January 6, 2010
Like yours, my inbox is full of really great information on things of vital importance to my field: social innovation. Most of them receive a quick scan but I always try to find the time to read Philanthropy 2173 by Lucy Bernholz. I find her particularly tapped-in and insightful.
And as we enter not just a new year but a new decade, Lucy is offering her insight on this year’s buzzwords. Every sector has them; some more than others. I find them an interesting snapshot: terms that were once completely new to us are now thrown about as if everyone should know exactly what we’re talking about. Check out Lucy’s blog for more details but the list is below with my thoughts on their relevance for SiG@MaRS in 2009.
Impact Investing – This term really took off for us as a result of SoCap 09 and the presentation by Katherine Fulton of Monitor. It just seemed to resonate and it was certainly reinforced at the recent presentation by Jed Emerson and others at MaRS last month. Impact investing is a major focus for us in our work in the area of social finance and a concept we hope will soon come into the mainstream and be used by investors interested in seeing at least a double bottom line return on their investments.
B Corporation – Lipa Roth of the Ministry of Citizenship and Immigration suggested we look into this and Mark Bachman from Better The World also approached us to see if there was any interest in supporting the concept of bringing B Corporations to Canada. Working with Heenan Blaikie, we conducted due diligence to help Better The World become Canada’s first certified B Corporation. We look forward to working with Green Enterprise Toronto and others to Canadianize these standards and promote B Corps in Canada to social entrepreneurs and to prospective investors alike.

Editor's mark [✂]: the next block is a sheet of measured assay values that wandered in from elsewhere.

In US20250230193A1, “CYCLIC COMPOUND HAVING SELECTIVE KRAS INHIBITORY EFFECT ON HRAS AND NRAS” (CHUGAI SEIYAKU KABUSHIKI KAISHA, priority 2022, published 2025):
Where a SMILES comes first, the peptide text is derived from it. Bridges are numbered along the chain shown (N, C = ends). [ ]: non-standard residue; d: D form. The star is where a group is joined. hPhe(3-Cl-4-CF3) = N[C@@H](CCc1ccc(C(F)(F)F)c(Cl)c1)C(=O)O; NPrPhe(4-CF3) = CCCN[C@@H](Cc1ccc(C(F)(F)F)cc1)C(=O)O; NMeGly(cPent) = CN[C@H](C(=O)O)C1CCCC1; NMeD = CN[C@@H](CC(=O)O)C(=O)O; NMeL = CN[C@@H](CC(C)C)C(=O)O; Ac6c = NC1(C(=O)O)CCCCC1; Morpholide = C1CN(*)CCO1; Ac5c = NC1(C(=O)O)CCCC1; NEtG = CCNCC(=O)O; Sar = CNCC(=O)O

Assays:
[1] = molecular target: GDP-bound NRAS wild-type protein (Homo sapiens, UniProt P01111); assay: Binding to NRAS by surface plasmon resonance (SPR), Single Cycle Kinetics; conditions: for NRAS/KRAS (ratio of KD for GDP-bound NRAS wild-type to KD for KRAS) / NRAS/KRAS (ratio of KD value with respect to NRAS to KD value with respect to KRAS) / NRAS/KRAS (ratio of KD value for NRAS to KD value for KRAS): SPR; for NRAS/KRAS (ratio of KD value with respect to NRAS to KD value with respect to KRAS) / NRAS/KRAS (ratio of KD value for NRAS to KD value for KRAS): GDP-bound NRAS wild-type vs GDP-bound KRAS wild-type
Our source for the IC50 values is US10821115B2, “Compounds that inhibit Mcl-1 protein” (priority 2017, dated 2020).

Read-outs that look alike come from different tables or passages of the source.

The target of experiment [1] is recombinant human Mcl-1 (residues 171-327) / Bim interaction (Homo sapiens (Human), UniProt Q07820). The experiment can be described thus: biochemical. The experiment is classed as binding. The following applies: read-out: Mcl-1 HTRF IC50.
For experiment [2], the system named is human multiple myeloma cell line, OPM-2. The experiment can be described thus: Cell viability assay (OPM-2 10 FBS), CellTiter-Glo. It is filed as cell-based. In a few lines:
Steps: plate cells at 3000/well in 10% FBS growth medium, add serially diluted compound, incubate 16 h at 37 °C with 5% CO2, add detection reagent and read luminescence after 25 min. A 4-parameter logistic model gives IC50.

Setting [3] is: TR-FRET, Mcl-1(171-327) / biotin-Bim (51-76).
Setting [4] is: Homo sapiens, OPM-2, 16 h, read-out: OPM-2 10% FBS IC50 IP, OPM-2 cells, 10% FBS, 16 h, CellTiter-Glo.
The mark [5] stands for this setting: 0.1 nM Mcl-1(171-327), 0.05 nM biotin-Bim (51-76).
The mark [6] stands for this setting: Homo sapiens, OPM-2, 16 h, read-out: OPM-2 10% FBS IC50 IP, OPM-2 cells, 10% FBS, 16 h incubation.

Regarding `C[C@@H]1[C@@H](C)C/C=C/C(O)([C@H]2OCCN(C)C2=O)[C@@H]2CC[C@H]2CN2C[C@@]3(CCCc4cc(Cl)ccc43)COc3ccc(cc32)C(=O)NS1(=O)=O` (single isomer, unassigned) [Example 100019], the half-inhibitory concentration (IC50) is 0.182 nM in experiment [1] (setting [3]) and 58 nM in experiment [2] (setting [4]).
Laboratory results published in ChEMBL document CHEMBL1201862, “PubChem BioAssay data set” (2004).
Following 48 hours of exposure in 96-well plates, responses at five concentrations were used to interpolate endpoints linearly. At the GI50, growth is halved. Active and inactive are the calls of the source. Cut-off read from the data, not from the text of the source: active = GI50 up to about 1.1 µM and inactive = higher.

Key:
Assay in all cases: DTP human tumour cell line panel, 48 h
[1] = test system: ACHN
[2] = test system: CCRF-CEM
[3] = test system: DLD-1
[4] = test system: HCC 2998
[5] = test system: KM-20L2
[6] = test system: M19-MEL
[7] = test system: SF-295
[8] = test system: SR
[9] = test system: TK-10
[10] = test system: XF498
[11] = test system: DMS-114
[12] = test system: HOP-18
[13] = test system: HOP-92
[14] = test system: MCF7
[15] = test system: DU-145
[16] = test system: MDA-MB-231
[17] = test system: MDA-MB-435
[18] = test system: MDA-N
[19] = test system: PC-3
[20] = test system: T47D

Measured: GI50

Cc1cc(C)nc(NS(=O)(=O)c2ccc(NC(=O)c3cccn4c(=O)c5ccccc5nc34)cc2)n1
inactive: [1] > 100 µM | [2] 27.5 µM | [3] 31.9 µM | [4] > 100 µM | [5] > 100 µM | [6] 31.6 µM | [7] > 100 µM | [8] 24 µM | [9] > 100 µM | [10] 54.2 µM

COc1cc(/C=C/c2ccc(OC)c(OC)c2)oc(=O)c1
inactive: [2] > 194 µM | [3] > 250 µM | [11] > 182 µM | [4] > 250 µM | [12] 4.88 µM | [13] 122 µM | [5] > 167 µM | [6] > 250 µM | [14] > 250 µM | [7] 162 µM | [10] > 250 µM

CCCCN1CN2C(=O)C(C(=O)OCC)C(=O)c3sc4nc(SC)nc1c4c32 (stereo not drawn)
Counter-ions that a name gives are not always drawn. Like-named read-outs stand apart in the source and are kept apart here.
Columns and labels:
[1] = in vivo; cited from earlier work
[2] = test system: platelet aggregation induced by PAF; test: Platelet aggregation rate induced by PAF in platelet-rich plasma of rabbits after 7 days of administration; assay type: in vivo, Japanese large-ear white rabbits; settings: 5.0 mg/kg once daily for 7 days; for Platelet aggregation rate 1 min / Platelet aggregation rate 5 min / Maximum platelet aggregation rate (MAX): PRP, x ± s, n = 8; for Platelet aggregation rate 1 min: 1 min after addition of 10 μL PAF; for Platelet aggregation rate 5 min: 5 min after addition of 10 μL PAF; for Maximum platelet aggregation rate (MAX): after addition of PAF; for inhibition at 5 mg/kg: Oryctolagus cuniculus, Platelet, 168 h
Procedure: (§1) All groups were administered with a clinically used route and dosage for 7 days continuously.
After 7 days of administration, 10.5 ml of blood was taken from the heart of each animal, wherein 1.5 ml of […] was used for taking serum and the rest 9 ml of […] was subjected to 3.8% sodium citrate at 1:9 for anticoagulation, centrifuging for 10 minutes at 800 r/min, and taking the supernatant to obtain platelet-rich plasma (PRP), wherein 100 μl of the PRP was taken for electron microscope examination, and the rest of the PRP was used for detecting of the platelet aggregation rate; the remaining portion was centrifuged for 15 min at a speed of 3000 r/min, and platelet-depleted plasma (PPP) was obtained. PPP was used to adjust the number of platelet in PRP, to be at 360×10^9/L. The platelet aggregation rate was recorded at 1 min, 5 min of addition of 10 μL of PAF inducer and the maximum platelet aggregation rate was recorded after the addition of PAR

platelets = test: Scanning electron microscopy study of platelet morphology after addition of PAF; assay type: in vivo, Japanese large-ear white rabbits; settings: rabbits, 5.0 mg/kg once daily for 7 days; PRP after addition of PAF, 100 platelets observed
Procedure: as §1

Mergers – We have not seen lots of these but instead an emergence of networks and “networks of networks”. What mergers have you seen?
Taxonomy – As someone who worked with library scientists at Community Information Toronto I have a great deal of respect for the value of taxonomies, something that seems out of fashion in the era of “just google it”. If there is a term I would add to this list it would be metrics. We see the demand for metrics everywhere and a taxomony is one step in moving towards the use of standards that are necessary for the purpose of inevitable comparisons.
Maps – There certainly was a lot happening online in regards to mapping. Among our social entrepreneurs, however, we heard a lot about GPS technology for the purpose of social good.
Charity Challenge – Again, we saw these competitions everywhere. We even hosted the Social Enterprise Angels event, Social Investing in Action, as part of the Canadian Conference on Social Enterprise with the Social Enterprise Council of Canada and Social Venture Partners Toronto. I still think Canada needs a competition with a significant prize that would bring out our best.
Leverage – Always a good idea; not just leveraging financing but leveraging ideas to be customized to meet your client needs. For example, CIBC Presents Entrepreneurship 101 has been leveraged to meet the needs of social entrepreneurs instead of creating a stand-alone resource.
Pipeline – It is important to create capacity for the next big ideas to emerge. We are privileged to see lots of developing social entrepreneurs and to help promote their ideas and turn them into reality.
Sidecar Fund – Not such a new a concept for many in the financial industry but the concept of riding along an existing fund makes a lot of sense, both for economies of scale and for access to expertise. This concept was certainly emphasized by Paul Cheng from Venturesome who we were pleased to also host along with the Ontario Trillium Foundation and Social Enterprise Council of Canada in November 2009.
Move the needle – Whatever you call advancing movement in our sector — it’s all good.